Finally we come to the stand-out aspect of Dragon Age 2, which are your trusty companions. I don't know whether it's because of the interaction provided by a fully voice acted protagonist this time around, or the general excellence of the writing team, but the companions you pick up in your travels are unanimously delightful. From the buxom pirate Isabela to the brooding ex-slave Fenris, to your trusty swindling dwarf accomplice Varric, all your companions impart a sense of uniqueness not only on Hawke but the main narrative as well. They all have important roles to play in one way or another, and the exclusion of the 'gift' system will mean you have to watch what you say to them lest you turn them into rivals instead of friends. All your companions have agendas of their own, which may or may not be in line with your decisions and will result in consequences. But it's all the little touches that immerse you, like Isabela chatting to Fenris in his mansion when you walk in, or Anders and Varric sharing a bromance moment in the tavern as you sit down to join them. The amount of party banter here is staggering, and outdoes anything BioWare has ever attempted before. I literally sat through dozens of inter-party banters involving 2 and sometimes even 3 companions as you walk around Kirkwall, and all of them are genuinely excellent. This is definitely the most humorous BioWare game to date, and the party banter humor offsets the morbidity of the main plot to good effect. Standout moments include a discussion on dwarven chest hair, a bumbling captain of the guard's attempts to seduce her subordinate, and pretty much anything Isabela says. Despite all this, it has to be said that I feel that the comic response choices of Hawke could have done with a bit more work, as the whole 'sarcastic British' shtick was hit and miss at times. The addition of truly excellent companion quests only serve to enhance your attachment to them and it's the greatest compliment to a game that I can offer when I say that at the end of it all, I genuinely missed my companions and wanted to know what happened to them. The friendships, rivalries, and even romances that you may forge all feel implicitly real and it's a testament to the writing team and the voice-actors that they have managed to pull this off. Little details like the ownership of a mansion, streamlined crafting that no longer requires you to gather up obscure ingredients, and neat mailbox system allow you to focus on the excellent cinematic experience at hand and minimize the amount of distractions. Those new to the series will be filled in with the important details so they don't feel like they missed anything critical whilst fans will be able to import your Origins save which keeps a track of all the major decisions your Warden made in that game, and adjust your Dragon Age 2 experience accordingly. Expect to see codex entries about the Warden and his allies, commoners chatting about your appointed King of Ferelden, and cameos by a couple of old friends, including one who reiterates that swooping is most certainly bad.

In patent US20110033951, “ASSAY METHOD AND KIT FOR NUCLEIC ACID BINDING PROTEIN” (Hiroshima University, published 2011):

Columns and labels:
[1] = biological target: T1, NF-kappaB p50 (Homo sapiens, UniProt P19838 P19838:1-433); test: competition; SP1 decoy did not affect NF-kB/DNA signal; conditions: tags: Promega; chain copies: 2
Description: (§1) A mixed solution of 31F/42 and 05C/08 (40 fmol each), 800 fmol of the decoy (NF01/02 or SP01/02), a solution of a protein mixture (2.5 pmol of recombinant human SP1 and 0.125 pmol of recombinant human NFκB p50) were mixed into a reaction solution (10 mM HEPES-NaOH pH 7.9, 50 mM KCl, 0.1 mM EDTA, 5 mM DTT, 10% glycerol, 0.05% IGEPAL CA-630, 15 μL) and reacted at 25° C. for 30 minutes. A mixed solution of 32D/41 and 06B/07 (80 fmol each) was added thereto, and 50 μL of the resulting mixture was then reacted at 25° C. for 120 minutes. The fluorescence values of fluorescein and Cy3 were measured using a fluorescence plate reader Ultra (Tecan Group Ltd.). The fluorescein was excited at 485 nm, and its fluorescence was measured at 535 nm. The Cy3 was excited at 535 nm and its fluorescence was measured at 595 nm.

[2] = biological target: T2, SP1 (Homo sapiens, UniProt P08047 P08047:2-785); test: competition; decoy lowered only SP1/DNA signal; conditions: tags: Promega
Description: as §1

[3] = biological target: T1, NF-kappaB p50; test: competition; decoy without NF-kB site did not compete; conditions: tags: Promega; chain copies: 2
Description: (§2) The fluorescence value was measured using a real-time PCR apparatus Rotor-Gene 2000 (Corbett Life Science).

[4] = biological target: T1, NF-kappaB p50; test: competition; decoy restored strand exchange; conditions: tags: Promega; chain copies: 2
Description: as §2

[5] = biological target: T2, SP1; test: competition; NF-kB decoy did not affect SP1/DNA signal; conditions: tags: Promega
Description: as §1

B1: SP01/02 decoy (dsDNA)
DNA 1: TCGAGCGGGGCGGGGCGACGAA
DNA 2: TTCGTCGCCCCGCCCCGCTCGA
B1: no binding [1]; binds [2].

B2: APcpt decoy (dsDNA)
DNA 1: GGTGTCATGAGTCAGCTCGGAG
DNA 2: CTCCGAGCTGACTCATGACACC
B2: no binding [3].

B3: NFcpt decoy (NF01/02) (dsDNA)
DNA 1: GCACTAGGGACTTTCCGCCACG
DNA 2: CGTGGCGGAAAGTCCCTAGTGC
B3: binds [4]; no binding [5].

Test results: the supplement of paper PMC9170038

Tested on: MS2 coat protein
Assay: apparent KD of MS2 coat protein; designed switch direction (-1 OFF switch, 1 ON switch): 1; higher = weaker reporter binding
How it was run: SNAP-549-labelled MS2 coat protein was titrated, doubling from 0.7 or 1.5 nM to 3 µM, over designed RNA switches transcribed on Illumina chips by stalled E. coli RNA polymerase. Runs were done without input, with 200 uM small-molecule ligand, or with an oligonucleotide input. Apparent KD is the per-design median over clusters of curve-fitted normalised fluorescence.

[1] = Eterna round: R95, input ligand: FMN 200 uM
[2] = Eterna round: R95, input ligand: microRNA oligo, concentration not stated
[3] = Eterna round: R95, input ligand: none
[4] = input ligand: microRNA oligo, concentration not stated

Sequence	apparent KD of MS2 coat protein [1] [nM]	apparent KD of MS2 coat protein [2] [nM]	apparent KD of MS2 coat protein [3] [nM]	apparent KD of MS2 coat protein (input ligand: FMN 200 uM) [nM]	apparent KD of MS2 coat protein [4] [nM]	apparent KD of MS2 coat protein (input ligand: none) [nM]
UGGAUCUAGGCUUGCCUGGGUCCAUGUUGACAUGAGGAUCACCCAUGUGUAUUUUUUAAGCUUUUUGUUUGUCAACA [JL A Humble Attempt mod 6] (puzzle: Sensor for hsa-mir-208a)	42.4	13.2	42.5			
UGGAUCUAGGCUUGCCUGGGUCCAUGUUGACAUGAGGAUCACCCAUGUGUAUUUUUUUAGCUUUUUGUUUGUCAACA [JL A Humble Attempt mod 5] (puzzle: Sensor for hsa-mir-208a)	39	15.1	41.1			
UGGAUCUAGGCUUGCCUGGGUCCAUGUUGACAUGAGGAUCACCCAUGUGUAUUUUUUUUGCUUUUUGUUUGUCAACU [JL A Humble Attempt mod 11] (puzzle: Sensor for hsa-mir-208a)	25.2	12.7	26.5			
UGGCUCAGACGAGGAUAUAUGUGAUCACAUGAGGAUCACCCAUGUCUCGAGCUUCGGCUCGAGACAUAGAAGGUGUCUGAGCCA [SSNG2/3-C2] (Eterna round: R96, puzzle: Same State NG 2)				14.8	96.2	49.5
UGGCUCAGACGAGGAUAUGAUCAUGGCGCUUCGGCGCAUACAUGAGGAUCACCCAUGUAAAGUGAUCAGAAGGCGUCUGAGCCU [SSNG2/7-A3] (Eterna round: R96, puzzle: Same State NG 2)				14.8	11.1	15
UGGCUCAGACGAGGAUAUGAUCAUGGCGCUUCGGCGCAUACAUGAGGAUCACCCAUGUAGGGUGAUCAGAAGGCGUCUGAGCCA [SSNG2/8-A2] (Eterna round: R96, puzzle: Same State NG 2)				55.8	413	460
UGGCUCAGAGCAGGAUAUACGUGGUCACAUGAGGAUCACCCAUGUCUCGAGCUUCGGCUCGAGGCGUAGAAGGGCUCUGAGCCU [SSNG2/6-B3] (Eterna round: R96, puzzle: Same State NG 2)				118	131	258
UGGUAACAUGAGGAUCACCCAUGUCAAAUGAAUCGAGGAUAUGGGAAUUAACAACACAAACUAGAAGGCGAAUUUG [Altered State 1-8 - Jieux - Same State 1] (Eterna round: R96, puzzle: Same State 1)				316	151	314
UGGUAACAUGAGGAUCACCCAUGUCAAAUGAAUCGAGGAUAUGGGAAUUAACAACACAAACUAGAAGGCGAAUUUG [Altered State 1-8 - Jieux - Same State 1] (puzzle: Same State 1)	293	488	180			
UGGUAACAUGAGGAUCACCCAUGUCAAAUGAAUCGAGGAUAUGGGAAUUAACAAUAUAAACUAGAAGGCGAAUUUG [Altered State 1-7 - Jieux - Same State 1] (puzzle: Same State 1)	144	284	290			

So now comes the million-sovereign question. Is Dragon Age 2 worth it? If you have 20 odd hours to spare and a willingness to put up with a few technical hitches then Dragon Age 2 is an excellent way to spend those hours. It's not a traditional RPG in terms of customizability and complexity and it could have clearly benefited from 3-4 months of more polish but it's hard to fault a game where so many of the charming qualities outweigh the bad ones. I can't help but shake the feeling that this is the Knights of the Old Republic 2 of this generation - an ambitious sequel marred by technical complications. With that said, I for one voraciously await the new DLC's with baited breath, because I simply must know why Varric decided to name his much-fondled crossbow Bianca.